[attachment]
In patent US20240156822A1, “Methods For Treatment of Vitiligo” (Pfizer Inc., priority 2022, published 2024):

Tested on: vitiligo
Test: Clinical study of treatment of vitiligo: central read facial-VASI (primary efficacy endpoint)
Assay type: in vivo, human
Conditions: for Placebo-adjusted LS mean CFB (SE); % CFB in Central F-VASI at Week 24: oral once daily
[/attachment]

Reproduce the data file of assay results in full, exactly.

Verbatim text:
In patent US20240156822A1, “Methods For Treatment of Vitiligo” (Pfizer Inc., priority 2022, published 2024):

Tested on: vitiligo
Test: Clinical study of treatment of vitiligo: central read facial-VASI (primary efficacy endpoint)
Assay type: in vivo, human
Conditions: for Placebo-adjusted LS mean CFB (SE); % CFB in Central F-VASI at Week 24: oral once daily